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Republican Leaders Will Pick Yet Another Debt Ceiling Fight

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AP Photo / J. Scott Applewhite

The remarks echo those made recently by Senate Minority Leader Mitch McConnell (R-KY) and House Budget Chairman Paul Ryan (R-WI) that congressional Republicans won't agree to a "clean" debt limit increase without policy add-ons or strings attached. It's unclear what they'll demand in return, though.

The GOP's apparent desire for another debt ceiling fight is confounding after the party forced one last fall and surrendered one day before the deadline without extracting any concessions. President Barack Obama and Democratic leaders insist they won't negotiate or give up anything to raise the debt ceiling, and Republicans raised (or suspended) the borrowing limit twice last year without extracting any policy concessions -- after initially threatening not to both times.

It's also notable because Republicans and Democrats wrapped up a $1.012 trillion spending bill last week, which passed on an overwhelming bipartisan vote. The debt limit has to be raised in order to finance that spending.

The remarks from Boehner's office and other top Republicans suggest that leaders will have a hard time persuading their members not to pick another battle, even if it is futile. The Speaker said last year on Oct. 6 that the House was "not going to pass a clean debt limit increase" because there weren't enough votes to pass one. Ten days later, he brought up a clean debt limit hike and it easily passed the House, with mostly Democratic votes. Democrats don't take GOP threats of default seriously after they've proven they aren't willing to shoot the hostage.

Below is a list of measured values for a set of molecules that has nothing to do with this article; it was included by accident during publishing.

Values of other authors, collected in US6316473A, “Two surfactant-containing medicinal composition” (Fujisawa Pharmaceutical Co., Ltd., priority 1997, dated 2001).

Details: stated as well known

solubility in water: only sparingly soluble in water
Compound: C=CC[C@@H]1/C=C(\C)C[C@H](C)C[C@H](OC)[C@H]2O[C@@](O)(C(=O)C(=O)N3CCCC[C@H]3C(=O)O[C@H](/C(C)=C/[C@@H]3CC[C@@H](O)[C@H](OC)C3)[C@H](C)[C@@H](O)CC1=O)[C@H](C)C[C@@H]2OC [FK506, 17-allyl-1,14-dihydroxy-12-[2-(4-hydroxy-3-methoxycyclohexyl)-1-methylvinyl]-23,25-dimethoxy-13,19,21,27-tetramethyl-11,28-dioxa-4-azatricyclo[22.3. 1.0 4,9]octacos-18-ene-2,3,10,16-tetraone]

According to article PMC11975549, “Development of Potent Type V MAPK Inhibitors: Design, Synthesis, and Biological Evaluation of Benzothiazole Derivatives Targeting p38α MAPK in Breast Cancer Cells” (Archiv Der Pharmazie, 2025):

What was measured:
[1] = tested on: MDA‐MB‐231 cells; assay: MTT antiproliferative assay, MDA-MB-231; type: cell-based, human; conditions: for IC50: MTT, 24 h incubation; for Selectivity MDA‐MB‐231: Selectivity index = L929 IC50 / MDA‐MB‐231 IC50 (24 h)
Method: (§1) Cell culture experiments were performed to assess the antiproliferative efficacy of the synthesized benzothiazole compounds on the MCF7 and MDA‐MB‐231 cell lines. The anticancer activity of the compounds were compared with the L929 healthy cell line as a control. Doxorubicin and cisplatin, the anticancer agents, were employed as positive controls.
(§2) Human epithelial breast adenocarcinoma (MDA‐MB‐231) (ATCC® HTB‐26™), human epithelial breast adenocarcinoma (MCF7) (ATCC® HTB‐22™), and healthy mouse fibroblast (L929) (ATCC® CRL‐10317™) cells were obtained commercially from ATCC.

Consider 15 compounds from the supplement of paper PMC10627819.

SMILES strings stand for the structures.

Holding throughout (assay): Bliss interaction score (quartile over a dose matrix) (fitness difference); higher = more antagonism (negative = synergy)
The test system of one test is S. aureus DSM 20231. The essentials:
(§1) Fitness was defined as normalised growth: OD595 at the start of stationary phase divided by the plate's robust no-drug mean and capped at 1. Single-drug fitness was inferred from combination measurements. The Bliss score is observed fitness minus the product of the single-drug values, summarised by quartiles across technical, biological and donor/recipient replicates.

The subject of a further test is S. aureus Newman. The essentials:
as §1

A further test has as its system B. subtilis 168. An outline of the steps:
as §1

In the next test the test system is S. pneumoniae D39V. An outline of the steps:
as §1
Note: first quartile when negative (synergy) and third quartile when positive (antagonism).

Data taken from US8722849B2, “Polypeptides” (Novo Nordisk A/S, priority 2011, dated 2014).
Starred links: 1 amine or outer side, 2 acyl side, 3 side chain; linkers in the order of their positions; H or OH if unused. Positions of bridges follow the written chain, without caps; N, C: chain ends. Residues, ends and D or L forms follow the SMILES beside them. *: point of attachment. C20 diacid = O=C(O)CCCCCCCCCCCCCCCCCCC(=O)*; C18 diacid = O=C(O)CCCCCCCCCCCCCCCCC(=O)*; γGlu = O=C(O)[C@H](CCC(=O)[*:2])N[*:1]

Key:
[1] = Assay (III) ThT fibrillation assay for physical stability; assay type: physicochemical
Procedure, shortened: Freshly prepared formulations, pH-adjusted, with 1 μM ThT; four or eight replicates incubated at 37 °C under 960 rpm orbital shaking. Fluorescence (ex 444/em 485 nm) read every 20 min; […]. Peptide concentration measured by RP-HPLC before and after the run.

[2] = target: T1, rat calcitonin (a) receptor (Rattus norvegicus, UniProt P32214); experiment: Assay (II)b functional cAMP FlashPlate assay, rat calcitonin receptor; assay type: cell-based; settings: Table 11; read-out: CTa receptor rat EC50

Senate Majority Leader Harry Reid (D-NV) told reporters last week that Democrats' position is unchanged: lifting the debt ceiling is non-negotiable.

Senate Budget Chairwoman Patty Murray (D-WA) demanded Wednesday that Republicans agree to raise the debt limit "with no strings attached."

"With the bipartisan agreements on the budget and on funding the government for this year, we have an opportunity to move past the manufactured crises and work together on real challenges," she said in a statement to TPM. "I hope Republicans will listen to Secretary Lew and join Democrats to ensure the U.S. pays its bills on time with no strings attached."

About The Author

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Sahil Kapur is TPM's senior congressional reporter and Supreme Court correspondent. His articles have been published in the Huffington Post, The Guardian and The New Republic. Email him at sahil@talkingpointsmemo.com and follow him on Twitter at @sahilkapur.